I loved Robert Chesley’s 1986 play, Jerker. The main character has phone sex with dead AIDS guys. He realizes that he has a duty to experience life “in the flesh” for his disembodied fallen comrades.
This powerful image made sense to me. By then, I had lived in New York for twelve years and with HIV for five. I knew quite well the particular guilt many Manhattanites suffer for not doing enough to fully experience all that the city offers. So I tried to do it all: Fire Island, Mineshaft, Saint, Studio 54. Theater, career, sex, dancing. Being a New Yorker was a full-time job.
I became positive at the beginning. I saw the devastation that AIDS brought to my beloved city. For me, moving forward and living fully were the best ways to survive—not out of guilt, but from a deep sense of responsibility to myself and to the men who were now gone.
I left New York in 1987, traveled in Southeast Asia, and then settled in Santa Fe where I had great professional success and found—and then lost—a new community. Ten years later, my health failing, I moved to San Francisco and went on disability. I expected to die within a year.
One year became twenty. Now I’m sixty-six. I survived. Well, more accurately, I didn’t die. I did, however, keep busy.
After a year of leisure and excess, I made the deliberate decision to find something to challenge and engage me. I understood that without a job, it’s hard to create structure, find social interaction, and derive satisfaction from professional accomplishment.
I began studying Chinese. I knew it would be demanding and I craved the discipline. Being on a college campus was thrilling. I soon became a writing tutor. Working with foreign students sparked an interest in ESL, which led to my continuing volunteer work as a teacher. I had found my path forward.
I never did master Chinese, but that didn’t matter. I continued to find projects that ignited my passions, such as organizing community forums, visiting homebound older gay men, and helping new arrivals adjust to the city.
I also found hobbies I never expected to need. I joined book groups. I learned to bake well and ballroom dance poorly.
I am now involved in setting up a buddy program for gay male refugees and asylum seekers in the Bay Area. And I spend two hours a week at the San Francisco Public Library teaching adults to read. I am actively engaged in The Billy Community, a group of heart-centered gay men.
But I’ve also railed at the unfairness of being left behind when I should have had my sweet tragic early exit and my hopefully-well-attended memorial service. I’ve resented the burden of slogging through middle age only to now face the specter of accelerated aging, decrepitude, and death from long-term HIV. I’ve mourned the truncated arc of my career. I’ve struggled to find meaning and connection despite disappointment and rejection. Some days I’m just plain tired of putting on a good face and trying so hard.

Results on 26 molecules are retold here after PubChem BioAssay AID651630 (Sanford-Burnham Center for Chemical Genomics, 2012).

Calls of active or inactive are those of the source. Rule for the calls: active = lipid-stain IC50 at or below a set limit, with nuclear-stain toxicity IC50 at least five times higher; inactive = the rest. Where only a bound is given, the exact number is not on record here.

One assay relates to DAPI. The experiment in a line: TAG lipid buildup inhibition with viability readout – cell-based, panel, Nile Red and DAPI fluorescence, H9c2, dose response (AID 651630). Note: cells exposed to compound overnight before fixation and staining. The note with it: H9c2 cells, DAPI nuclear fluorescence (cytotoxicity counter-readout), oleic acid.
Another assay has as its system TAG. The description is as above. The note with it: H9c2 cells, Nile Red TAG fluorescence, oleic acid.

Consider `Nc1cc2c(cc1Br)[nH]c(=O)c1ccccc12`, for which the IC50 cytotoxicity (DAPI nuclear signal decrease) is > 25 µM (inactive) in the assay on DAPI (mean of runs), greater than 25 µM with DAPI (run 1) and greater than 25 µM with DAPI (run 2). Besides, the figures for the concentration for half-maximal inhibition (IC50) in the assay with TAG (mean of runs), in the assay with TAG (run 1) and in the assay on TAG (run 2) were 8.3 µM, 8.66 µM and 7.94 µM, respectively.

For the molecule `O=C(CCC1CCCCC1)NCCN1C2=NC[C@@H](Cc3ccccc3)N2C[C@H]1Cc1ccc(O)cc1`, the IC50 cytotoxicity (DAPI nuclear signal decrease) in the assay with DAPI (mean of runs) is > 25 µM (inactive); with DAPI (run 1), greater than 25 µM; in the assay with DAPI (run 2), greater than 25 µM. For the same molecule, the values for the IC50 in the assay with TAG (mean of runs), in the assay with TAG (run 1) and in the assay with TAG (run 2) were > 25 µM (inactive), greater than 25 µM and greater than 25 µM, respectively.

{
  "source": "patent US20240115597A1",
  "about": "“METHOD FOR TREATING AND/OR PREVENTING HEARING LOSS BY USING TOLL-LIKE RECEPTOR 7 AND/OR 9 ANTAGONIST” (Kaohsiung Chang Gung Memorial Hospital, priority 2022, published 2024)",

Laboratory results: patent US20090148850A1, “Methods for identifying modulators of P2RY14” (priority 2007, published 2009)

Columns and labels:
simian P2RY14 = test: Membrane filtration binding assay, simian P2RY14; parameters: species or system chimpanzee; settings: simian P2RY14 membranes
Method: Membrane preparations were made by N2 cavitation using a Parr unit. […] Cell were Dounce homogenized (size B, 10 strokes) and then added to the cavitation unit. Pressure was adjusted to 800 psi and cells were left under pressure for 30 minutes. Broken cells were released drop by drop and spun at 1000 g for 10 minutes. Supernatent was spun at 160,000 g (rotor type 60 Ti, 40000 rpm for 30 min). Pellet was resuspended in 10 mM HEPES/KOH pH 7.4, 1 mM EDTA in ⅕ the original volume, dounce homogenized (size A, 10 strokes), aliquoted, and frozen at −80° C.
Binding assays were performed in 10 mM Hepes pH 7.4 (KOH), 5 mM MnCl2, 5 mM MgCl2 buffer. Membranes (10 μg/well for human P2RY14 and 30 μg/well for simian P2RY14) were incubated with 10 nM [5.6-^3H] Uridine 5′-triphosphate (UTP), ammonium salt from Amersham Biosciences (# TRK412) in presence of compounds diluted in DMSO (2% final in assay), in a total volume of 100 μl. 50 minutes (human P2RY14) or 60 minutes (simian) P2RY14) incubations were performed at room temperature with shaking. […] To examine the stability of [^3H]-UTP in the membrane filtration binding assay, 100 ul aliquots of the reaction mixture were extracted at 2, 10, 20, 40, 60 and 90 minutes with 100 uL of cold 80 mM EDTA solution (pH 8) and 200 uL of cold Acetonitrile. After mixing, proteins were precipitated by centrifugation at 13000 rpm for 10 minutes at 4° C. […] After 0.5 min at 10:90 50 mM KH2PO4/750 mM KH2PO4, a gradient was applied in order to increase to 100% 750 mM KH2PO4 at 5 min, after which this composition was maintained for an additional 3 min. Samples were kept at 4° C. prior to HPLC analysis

But whenever I feel sorry for myself, I stop and think: I’m alive and all those other guys are dead. How dare I complain? Yet I hate when well-meaning friends say: “Well, you didn’t die, so you should be thankful.”
Just because we didn’t die doesn’t mean we don’t suffer. “It could have been worse” should not shut us up. But complaining only goes so far.
As the narrative of “long-term survival” unfolds in the media and in our community, I worry about its bias toward victimhood. I don’t want to dismiss or deny the pain, sadness, loss, isolation, and fear for the future that many of us experience. Nor do I want to gloat about how well I’m doing.
The few recent articles and documentaries on long-term survivors can appear to be telling the whole story. However, the reality of long-term survival is complex and nuanced. I challenge artists and journalists to dig deeper and avoid easy generalizations.
Long-term survivor advocacy groups call for well-deserved acknowledgment and much-needed services. Yet I worry that these efforts might perpetuate entitlement—more free stuff!—and promote pity both for ourselves and from others.
We have survived much worse. I call on us to continue moving forward. I challenge us to find ways to create meaning and connection. I urge us to contribute. I insist that our voices be heard.
Let’s live fully for our fallen comrades. Let’s dance for those who left the dance floor too soon.
Lewis Nightingale lives in San Francisco with his non-husband of twelve years.